Speaker: Are you prepared for the question on the amendment?
Member for Mount Lorne.
Mr. Cardiff: Well, Mr. Speaker, I can agree with one thing the Premier said and that is that the nonsense must stop. What is happening today is nothing but nonsense. Look at what the Member for Klondike did to the motion.
I would also suggest that maybe the Premier didnít actually read the motion. I donít think the Premier did read it. What he said was that we were suggesting that he just photostat it ó I donít believe that photostatting has happened for some time. I think itís now a photocopier ó so we just photocopy the bill and expect them to introduce it and pass it. Thatís not what the motion says.
The motion urges the Minister of Justice to direct his officials to develop a bill ó to develop a bill ó to create a safer communities and neighbourhoods act for the Yukon that would be closely similar in spirit and effect to the act that we presented in the Legislature. We didnít ask them to take the piece of legislation that we tabled and just introduce it. We asked the minister to direct his officials to develop a bill ó a made-in-Yukon bill. So the Premier is way out of touch on that.
Now, letís talk about the amendment as the Member for Klondike introduced it. The amendment, as the member introduced it, suggests that the Minister of Justice ó and then it goes on to mention a whole bunch of other ministers and a whole bunch of other groups, such as nongovernmental organizations, First Nations, front-line workers and so on. If the Minister of Justice directed his officials to develop a bill to create a safer communities act, I sure hope that the minister would direct his officials to consult with all these people and probably a few more.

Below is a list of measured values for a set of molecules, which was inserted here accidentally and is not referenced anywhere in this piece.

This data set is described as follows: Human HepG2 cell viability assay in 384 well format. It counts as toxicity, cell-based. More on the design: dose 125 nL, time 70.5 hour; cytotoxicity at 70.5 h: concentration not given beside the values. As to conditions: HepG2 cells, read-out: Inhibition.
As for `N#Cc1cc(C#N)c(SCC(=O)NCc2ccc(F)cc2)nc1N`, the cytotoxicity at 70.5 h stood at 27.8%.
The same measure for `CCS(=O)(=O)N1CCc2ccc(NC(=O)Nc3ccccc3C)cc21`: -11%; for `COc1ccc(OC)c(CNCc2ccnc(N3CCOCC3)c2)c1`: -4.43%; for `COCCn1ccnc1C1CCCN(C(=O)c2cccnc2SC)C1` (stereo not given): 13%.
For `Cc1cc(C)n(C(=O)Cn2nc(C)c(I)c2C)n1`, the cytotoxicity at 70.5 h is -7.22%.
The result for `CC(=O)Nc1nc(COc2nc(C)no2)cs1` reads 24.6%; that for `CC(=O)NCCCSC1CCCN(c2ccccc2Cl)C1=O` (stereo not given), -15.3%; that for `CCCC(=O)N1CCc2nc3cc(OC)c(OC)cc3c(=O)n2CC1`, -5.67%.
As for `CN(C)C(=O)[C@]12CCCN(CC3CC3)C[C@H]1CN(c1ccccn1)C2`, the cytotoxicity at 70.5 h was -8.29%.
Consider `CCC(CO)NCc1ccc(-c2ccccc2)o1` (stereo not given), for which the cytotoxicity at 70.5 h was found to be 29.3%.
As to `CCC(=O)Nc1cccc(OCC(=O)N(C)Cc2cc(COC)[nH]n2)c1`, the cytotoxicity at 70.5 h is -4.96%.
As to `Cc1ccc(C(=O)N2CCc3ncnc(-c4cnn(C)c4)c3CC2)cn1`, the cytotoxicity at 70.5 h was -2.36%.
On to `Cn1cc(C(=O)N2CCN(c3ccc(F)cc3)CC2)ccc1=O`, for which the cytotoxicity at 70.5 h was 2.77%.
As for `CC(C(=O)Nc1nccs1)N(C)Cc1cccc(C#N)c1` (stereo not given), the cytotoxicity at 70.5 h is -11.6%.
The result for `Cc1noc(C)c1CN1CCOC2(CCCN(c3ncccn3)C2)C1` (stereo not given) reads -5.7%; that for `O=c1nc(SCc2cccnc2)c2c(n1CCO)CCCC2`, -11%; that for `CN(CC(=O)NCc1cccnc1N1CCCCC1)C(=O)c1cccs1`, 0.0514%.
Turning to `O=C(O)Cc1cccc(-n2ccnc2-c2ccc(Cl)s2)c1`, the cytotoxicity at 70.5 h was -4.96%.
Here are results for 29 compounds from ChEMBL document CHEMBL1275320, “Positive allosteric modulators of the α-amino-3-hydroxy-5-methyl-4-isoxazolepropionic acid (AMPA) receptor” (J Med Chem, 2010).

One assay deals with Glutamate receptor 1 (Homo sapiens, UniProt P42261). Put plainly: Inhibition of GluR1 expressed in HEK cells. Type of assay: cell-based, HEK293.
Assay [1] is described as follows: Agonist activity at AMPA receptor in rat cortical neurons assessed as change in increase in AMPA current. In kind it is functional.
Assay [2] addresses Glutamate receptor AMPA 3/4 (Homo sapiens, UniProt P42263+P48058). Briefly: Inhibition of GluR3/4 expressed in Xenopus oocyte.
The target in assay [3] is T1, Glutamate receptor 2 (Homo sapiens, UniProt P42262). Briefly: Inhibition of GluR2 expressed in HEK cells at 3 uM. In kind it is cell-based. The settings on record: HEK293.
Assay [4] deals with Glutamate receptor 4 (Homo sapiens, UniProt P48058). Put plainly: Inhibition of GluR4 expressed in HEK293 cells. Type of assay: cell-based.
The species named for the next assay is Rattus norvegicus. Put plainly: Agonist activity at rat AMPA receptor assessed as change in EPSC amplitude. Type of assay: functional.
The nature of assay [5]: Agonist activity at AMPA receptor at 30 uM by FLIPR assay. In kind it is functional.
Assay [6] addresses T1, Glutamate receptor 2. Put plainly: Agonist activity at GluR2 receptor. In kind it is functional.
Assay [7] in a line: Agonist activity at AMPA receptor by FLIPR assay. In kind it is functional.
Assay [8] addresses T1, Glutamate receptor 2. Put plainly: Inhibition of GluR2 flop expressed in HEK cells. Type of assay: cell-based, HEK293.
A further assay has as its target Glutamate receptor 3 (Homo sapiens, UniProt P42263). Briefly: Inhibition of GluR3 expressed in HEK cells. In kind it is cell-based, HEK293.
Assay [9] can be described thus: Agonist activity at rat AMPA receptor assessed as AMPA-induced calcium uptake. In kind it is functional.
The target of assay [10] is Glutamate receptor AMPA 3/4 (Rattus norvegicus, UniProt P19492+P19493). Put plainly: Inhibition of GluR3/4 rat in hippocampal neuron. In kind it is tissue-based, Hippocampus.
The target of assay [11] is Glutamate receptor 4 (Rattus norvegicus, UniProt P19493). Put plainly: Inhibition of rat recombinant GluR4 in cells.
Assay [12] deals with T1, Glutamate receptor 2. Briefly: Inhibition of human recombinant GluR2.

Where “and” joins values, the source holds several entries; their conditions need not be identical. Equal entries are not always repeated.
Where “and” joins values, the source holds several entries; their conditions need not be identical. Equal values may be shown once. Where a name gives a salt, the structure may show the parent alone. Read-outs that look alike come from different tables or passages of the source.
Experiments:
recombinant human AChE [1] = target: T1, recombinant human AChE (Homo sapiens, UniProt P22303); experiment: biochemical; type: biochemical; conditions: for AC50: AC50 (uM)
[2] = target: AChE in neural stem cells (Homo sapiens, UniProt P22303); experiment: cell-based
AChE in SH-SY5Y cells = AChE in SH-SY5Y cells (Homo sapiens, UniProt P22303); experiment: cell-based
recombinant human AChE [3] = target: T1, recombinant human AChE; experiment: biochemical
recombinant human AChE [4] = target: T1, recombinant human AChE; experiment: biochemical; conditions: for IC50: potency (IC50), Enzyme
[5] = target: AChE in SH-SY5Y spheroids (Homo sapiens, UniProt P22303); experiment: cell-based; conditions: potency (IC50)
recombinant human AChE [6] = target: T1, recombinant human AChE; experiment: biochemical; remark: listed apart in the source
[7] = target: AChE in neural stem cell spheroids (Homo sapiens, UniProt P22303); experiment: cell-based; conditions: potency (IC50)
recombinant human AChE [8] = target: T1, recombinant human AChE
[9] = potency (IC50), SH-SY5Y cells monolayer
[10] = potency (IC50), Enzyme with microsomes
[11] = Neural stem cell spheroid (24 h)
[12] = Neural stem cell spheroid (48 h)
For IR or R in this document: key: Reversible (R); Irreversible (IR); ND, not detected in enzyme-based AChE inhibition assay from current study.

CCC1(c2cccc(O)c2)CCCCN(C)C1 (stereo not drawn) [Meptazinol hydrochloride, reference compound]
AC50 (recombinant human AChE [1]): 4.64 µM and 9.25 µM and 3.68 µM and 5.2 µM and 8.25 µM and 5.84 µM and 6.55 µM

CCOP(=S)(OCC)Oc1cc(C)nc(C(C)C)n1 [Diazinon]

As the Member for Whitehorse Centre said, maybe the Minister of Justice should also consult with the Minister of Community Services, the Minister of Energy, Mines and Resources, the Minister of Economic Development ó maybe heíd like to consult with the Member for Porter Creek South, or he might even want to consult with you, Mr. Speaker. I know that youíre concerned about this. I know that youíre doing work toward making communities safer for our families and for our children ó to try to address these needs.
The Premier seems to also think that weíre critical of the work and that we donít support this document here, the Yukon substance abuse action plan. It was actually interesting to get this document this morning because it hadnít been provided to us before and it includes action items. Maybe the Premier should actually read what it says about safer communities legislation in the action plan.